A Hernan Crespo goal late into injury time introduced Premiership life to newly promoted Wigan Athletic Football club in August 2005. It seemed a cruel way to taste defeat for the town of Wigan in their very first game amongst the big boys. A town that had seen its football club play in the national league only since 1978.
Wigan Athletic were the surprise package of the 2005-2006 Premier League season, defying all odds by handsomely staying and winning hearts along the way. Manager Paul Jewell , with a largely inexperienced squad and limited funds had almost done a “Nottingham” with Wigan lodging themselves at 2nd spot in the first half of the season and reaching the League cup final. Motivation and determination to stay up were key aspects to that squad and their spirited display that season made them everyone’s second favorite club. But as so often happens in football, the “second season syndrome “ hit the Latics.
The Lancaster’s in a bid to stay put brought in talents in the form of Emile Heskey, Antonio Valencia, Denny Landzaat, Lee McCulloch and Chris Kirkland with Jason Roberts, Jimmy Bullard and Pascal Chimbonda going the other way. But things did not go as expected and Wigan found themselves hovering around the relegation zone throughout the season. A last day victory against Sheffield United kept them above the drop zone ensuring a third year in the top-flight. The joy of staying up was contracted with the news of Jewell quitting the managerial post. Paul Jewell had instilled a fighting spirit into the club and his loss was quite felt in the following seasons.
The Latics did enjoy a stable period under the shrewd guidance of Steve Bruce. Melchiot, Palacios and Figueroa were bought to shore up a shaky defense and the likes of Cattermole, Kilbane, Brown and N’Zogbia came in to add creativity and steel to the midfield. Wigan finally seemed to have a quality squad that would ensure Wigan a long stay in the Premiership. Heskey was raking in the goals and new signees Zaki and Rodallega provided able support to the big man. Bruce had brought in the same attractive football that had won over people in 2005.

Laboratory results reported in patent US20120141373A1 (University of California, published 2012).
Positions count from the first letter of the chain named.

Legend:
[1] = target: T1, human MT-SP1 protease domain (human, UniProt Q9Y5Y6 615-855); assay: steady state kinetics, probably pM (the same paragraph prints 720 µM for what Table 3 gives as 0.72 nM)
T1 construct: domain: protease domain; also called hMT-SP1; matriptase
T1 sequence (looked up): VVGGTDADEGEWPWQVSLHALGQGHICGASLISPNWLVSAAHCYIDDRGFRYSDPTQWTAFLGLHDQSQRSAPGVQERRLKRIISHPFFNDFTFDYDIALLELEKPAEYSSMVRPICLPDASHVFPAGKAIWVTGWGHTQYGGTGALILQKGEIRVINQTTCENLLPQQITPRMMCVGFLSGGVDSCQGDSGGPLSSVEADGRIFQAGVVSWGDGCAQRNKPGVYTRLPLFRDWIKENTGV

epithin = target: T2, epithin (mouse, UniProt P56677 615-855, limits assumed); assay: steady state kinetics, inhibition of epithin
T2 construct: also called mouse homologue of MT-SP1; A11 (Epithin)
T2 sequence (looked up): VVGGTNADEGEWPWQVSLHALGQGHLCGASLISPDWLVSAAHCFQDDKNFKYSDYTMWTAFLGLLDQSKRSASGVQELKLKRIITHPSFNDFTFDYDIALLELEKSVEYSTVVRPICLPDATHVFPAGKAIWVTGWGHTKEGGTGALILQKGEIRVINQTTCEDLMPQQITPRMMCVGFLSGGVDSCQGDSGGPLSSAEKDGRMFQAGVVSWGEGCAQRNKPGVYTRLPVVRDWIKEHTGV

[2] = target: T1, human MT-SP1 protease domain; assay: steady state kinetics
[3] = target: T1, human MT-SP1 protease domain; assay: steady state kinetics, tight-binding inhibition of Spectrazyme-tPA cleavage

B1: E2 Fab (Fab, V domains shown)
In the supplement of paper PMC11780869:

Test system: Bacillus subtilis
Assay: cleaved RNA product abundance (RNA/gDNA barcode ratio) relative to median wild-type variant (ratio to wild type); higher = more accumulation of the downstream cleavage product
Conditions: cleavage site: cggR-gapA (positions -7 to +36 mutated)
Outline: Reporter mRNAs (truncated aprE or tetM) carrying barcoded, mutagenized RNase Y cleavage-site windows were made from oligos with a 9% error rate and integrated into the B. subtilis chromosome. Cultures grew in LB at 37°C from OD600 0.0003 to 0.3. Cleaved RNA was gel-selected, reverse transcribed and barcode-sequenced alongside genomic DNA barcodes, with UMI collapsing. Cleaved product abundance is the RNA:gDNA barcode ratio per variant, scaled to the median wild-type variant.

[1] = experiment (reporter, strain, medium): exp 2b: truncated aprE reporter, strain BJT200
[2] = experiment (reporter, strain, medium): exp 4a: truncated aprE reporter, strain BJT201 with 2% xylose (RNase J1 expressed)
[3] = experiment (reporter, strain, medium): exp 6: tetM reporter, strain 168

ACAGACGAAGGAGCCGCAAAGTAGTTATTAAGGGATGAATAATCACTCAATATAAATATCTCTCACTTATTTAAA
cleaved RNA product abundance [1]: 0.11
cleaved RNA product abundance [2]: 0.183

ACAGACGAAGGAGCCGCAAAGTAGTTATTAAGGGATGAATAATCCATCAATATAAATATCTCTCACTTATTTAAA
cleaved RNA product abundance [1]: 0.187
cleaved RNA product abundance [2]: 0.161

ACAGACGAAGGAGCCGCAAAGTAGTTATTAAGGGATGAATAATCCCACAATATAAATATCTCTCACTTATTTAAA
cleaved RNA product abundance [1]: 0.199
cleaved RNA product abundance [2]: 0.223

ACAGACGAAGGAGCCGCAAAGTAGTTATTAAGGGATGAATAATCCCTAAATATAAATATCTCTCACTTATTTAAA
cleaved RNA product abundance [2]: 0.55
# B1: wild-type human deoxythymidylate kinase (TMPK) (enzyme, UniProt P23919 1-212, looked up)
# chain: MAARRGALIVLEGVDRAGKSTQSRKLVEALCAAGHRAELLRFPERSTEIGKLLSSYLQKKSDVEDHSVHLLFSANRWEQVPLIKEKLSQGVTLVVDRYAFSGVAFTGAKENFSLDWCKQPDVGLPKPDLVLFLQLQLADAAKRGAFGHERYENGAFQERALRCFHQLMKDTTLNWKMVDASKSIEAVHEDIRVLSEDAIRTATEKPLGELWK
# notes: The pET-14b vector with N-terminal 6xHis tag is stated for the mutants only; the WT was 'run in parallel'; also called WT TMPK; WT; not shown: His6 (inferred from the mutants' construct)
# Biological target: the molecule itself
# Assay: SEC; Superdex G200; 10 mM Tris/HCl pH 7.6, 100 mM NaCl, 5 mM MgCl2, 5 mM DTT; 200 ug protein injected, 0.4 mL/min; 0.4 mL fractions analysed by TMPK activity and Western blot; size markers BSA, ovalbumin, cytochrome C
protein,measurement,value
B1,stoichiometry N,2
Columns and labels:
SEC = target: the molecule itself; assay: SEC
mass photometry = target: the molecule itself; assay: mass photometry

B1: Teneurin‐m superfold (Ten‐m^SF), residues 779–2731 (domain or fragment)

But its tough being a small club in the Premiership. Wigan inspite of spending 4 years in the league still come under the category of ‘small clubs’ lucky to be playing alongside the country’s top boys. Small sized clubs have always been vulnerable in losing out on their talents to big clubs in history and Wigan has been no exception. Inspirational manager Bruce was lost to Sunderland and he took Cattermole with him. The last three seasons have seen Wigan lose Heskey, Valencia, Palacios, Rodallega and N’Zogbia to name a few. Unfortunately, the loss in talent hasn’t been compensated and current manager Roberto Martinez has worked so far with minimum budget and using it to comb across the continent for talents who would wear the colours of Blue and White.
Beating the Drop
Ever since Wigan Athletic set foot in the Premier League, they have been written off by pundits every season to be the first to go down. This tag-name has become even louder since the 2009-2010 season, the season after which we have seen a mass exodus of talent from the little Lancashire club. Chairman Dave Whelan put his faith in old boy Martinez to steer the club from its troubles and the Spaniard has not disappointed thus far. Martinez, having struggled as a player in the lower tiers of the league system, brought in a philosophy of a togetherness and team spirit.